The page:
Why is Fedora not a Free GNU/Linux distributions?

Gordon Messmer yinyang at eburg.com
Thu Jul 24 18:26:33 UTC 2008

Les Mikesell wrote:
> Gordon Messmer wrote:
>>> In accepting it's terms you give up your freedom to distribute any 
>>> part of the work under different terms, including any of your own 
>>> that you might want to add.
>> Since you never had any such freedom under copyright law, you aren't 
>> giving anything up.
> That makes no sense.  You do have the freedom and right to license your 
> own work under any terms you want.

I apologize.  I misunderstood what you wrote.  When you wrote that you 
give up the freedom to distribute "any part" of the work, I thought you 
meant "any part of your choosing".

Still, you are wrong.  The GPL grants certain rights to recipients of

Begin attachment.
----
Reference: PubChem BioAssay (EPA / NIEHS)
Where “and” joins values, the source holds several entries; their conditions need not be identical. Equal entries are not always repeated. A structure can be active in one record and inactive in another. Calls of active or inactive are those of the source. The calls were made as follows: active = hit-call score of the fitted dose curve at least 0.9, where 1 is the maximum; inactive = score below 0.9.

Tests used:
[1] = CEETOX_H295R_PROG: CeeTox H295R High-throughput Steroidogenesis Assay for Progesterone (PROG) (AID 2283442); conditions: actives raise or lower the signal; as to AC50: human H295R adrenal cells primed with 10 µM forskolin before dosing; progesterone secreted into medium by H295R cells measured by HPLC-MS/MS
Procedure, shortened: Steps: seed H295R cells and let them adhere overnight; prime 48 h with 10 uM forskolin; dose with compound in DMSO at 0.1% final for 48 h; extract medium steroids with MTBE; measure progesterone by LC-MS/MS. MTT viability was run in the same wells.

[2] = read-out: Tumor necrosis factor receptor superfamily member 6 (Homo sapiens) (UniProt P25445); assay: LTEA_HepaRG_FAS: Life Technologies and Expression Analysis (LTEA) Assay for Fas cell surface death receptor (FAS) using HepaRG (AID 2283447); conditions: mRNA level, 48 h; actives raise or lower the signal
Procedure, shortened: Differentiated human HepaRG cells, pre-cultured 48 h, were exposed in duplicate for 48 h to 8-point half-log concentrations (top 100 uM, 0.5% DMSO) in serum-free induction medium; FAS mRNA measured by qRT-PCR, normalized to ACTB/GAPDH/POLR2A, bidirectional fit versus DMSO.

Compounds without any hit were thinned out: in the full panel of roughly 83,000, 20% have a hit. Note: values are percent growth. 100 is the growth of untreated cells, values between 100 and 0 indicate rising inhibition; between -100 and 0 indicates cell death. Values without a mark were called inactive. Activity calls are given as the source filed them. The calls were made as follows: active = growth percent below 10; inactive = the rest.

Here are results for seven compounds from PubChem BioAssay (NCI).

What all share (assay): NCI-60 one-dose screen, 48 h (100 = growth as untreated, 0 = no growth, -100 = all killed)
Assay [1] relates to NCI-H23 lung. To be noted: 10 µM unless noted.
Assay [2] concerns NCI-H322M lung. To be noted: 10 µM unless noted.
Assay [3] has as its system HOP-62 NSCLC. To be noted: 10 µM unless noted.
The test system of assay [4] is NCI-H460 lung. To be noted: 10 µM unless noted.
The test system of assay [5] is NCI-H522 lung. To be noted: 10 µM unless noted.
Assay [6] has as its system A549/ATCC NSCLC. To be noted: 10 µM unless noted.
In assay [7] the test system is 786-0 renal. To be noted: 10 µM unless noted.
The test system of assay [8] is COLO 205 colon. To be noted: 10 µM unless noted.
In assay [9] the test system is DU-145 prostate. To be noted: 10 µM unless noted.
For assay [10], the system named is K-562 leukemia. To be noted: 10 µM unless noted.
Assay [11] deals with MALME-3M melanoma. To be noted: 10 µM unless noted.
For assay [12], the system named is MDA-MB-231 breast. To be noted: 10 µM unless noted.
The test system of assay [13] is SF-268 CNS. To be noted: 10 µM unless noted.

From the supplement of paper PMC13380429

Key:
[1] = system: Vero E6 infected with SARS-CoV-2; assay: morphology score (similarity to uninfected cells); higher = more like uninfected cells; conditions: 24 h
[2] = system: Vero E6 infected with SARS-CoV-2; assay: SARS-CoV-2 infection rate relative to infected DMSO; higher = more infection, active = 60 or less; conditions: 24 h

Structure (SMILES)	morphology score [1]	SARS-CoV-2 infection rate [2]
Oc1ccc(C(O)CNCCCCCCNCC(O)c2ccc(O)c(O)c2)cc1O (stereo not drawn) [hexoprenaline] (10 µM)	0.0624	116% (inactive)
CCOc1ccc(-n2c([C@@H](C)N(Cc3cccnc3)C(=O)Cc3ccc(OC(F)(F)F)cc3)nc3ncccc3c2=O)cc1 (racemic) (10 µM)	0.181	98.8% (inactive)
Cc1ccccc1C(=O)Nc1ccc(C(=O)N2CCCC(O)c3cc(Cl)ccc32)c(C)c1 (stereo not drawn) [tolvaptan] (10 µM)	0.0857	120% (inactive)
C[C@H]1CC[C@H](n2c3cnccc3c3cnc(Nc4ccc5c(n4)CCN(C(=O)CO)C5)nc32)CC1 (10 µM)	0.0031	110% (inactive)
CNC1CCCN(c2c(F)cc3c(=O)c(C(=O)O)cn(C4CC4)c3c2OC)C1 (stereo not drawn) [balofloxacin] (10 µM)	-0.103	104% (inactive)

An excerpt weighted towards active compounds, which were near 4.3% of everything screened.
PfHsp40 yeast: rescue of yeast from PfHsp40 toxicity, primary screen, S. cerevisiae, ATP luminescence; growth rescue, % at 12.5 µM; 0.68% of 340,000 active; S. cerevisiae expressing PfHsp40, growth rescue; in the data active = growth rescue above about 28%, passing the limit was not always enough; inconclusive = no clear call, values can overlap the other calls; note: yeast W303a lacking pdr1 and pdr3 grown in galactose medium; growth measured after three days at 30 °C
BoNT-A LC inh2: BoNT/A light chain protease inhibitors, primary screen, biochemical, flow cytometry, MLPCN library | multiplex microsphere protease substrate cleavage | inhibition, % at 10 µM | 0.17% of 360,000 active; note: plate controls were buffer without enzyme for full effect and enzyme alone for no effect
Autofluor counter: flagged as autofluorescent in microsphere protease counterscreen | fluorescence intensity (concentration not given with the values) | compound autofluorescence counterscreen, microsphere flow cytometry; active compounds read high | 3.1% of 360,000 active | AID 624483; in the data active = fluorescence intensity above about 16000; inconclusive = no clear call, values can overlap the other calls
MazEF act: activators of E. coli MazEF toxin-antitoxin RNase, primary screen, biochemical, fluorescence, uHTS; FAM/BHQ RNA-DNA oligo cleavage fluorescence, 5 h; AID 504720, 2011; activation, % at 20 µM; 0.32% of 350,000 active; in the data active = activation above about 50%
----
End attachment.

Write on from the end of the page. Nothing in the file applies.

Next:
the "work as a whole".  Therefore, when I receive a GPL licensed work, I 
have all of the rights granted by the GPL to every part of the work.

Some parts of the work may be under additional licenses, such as the BSD 
license.  If I choose to copy those portions, I may choose to do so 
under the terms of the BSD license.

I may do this because under copyright law, only the original author of a 
work may change the terms of his license, unless they specifically 
transfer copyright to another party (which hasn't happened).  Since I am 
using the BSD licensed portions independently, and not as a part of the 
"work as a whole" which is licensed under the GPL, that passage of the 
GPL license does not apply.

Your entire argument against the GPL seems to be based on the idea that 
you repeat, that the GPL replaces the terms of components which are 
included in a GPL licensed "work as a whole".  This is not the case.  I 
strongly recommend that you read:

The first paragraph (a summary) addresses your concerns.  It illustrates 
two points:
1) you must comply with the included work's license, because it 
continues to apply when included in a GPLed work.
2) users who receive your GPLed work may extract the included work and 
reuse it according to its original license, because it continues to 
apply when included in a GPLed work.

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